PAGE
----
Second, did you copy their work, or were you "inspired" by it? If you have never seen or heard it, you cannot have copied it. But if you go to court, you may have to prove that you weren't familiar with the work, and it can be very hard to prove a negative, especially if the work has been widely published. George Harrison's My Sweet Lord was held to infringe on the copyrights for He's So Fine. If Harrison had been able to make a credible defense that he'd never heard the piece, the case might have gone the other way.

    If you did copy the work, even if you didn't get it directly from their site, the best thing to do is to say "I'm sorry" and ask permission to use it. Often, that's all it takes to get permission. But if they say no, stop using it. You can be in much more trouble for knowingly violating someone's copyright than you can for an innocent mistake, and if they've told you no, you know.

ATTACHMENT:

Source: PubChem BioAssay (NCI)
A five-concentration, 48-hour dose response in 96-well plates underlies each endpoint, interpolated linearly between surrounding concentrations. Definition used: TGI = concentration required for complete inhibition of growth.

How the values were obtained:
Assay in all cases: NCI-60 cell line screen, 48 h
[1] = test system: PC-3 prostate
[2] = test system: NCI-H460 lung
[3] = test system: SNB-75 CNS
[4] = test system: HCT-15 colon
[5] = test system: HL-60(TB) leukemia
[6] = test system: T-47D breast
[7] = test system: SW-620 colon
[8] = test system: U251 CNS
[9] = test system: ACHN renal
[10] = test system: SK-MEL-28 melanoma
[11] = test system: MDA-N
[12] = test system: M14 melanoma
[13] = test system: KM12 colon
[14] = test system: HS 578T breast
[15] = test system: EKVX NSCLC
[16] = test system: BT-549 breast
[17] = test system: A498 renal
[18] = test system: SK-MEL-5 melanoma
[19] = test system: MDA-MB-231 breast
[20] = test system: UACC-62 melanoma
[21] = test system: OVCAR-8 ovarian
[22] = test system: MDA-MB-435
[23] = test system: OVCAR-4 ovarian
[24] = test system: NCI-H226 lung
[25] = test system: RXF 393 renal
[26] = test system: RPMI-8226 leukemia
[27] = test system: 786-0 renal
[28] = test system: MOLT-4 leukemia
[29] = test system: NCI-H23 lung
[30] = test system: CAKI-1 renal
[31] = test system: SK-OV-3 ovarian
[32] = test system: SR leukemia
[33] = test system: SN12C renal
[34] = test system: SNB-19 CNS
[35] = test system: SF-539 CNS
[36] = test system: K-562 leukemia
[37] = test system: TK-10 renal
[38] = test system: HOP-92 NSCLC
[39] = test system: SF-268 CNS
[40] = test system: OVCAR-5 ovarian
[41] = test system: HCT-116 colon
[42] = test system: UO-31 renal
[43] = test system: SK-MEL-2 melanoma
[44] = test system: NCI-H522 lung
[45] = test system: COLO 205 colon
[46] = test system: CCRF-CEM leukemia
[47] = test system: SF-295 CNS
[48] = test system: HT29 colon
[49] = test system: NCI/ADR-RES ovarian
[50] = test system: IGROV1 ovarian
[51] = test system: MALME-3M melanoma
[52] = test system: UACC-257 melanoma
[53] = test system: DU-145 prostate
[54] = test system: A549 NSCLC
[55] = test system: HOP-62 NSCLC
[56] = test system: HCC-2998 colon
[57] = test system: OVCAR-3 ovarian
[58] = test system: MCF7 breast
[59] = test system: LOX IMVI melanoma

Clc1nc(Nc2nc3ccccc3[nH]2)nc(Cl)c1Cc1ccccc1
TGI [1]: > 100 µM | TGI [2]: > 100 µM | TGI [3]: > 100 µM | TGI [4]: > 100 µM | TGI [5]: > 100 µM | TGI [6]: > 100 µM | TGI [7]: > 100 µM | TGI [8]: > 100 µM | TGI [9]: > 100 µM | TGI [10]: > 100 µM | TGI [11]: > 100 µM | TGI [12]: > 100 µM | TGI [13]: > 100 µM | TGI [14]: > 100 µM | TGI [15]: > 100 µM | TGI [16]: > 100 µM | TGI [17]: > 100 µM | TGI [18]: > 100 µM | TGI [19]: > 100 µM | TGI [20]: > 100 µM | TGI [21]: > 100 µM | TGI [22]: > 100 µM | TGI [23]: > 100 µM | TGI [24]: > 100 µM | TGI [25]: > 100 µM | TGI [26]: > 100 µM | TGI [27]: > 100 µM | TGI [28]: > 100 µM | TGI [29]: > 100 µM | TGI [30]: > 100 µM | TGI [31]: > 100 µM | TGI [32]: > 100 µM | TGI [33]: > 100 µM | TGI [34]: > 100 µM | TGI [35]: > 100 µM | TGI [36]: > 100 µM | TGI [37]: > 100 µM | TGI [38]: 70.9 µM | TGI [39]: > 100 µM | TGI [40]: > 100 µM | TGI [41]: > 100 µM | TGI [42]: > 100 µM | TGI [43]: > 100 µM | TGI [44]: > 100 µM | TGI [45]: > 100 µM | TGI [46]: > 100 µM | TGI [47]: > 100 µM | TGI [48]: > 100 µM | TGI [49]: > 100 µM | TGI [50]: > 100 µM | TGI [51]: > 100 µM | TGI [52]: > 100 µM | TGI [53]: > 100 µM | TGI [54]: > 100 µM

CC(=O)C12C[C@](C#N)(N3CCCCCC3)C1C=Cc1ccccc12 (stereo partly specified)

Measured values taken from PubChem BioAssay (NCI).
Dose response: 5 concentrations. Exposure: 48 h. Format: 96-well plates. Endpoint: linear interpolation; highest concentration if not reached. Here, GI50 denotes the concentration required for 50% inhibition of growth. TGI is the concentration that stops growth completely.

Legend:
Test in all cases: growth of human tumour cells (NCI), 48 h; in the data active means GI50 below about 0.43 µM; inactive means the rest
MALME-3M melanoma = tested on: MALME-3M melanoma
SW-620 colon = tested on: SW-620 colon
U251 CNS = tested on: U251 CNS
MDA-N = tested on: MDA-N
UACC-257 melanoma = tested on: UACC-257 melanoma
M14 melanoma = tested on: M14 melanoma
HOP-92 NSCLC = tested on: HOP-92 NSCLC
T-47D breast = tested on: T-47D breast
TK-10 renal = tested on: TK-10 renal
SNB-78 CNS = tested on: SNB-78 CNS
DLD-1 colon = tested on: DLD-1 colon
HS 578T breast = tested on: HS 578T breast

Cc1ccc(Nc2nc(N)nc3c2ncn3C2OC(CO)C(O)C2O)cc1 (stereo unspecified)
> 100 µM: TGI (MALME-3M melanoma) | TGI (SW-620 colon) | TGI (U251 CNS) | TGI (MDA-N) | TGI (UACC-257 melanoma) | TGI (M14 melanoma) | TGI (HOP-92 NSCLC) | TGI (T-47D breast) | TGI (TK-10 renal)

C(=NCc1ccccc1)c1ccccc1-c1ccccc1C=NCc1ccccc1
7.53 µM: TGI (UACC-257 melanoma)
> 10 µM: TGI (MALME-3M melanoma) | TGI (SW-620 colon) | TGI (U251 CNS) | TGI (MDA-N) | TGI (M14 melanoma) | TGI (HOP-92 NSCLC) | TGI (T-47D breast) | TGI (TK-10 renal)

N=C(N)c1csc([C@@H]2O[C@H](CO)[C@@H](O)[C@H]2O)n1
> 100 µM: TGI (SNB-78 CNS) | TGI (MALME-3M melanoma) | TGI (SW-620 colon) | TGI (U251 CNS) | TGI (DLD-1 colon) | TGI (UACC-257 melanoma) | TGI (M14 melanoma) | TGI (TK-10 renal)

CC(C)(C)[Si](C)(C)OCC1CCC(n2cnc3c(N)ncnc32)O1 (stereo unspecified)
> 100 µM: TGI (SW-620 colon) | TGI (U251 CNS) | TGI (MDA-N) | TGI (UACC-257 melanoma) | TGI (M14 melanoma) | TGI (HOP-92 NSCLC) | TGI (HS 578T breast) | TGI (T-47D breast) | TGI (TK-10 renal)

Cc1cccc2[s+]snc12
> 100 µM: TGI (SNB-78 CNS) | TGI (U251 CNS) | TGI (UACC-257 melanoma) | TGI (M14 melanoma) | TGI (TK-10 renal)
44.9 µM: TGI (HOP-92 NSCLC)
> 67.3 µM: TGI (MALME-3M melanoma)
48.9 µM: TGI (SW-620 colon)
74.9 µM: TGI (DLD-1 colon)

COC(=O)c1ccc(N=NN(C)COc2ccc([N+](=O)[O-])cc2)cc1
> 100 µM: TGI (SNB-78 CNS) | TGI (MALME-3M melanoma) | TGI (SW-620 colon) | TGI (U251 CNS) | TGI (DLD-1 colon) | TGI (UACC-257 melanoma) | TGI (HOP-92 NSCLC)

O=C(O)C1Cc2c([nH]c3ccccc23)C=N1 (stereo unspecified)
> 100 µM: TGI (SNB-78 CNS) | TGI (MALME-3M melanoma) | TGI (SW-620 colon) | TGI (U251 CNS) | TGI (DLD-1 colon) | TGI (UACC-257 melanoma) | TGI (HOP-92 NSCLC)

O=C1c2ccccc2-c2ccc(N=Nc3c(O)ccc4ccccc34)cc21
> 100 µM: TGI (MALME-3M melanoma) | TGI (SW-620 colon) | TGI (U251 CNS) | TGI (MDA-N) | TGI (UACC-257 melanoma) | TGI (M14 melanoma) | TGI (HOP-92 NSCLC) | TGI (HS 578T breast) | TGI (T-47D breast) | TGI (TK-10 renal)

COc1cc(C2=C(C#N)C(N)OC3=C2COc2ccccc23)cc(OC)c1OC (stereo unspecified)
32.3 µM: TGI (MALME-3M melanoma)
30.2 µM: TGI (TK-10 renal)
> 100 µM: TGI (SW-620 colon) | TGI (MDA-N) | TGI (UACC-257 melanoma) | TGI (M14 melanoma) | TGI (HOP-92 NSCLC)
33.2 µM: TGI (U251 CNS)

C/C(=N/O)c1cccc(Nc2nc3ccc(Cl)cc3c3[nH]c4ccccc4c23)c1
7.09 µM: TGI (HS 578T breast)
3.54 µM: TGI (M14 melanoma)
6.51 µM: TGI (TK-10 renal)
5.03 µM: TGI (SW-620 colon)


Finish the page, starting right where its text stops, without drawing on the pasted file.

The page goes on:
Next Time...

    We've mostly looked at an overview of what the Copyright Act covers. Next time, we'll look at some specific situations -- uses that happen all over the Net and that you yourself may be doing -- to see how the Copyright Law applies to them and how the courts have interpreted the law.

    Links for More Information

    There is a lot of misinformation on the Net about copyright, so be careful. Here are some links to good and accurate explanations:

    The Copyright FAQ. One of the Web's oft-quoted references on copyright.

    The Copyright Website. Lots of good explanatory articles in plain English explaining the various details of copyright law.

    The Publishing Law Center. A useful and information-filled showcase for a law firm that specializes in trademark and copyright issues.

    U.S. Copyright Office contains the actual law as well as basics, application forms, and information on searching copyright records.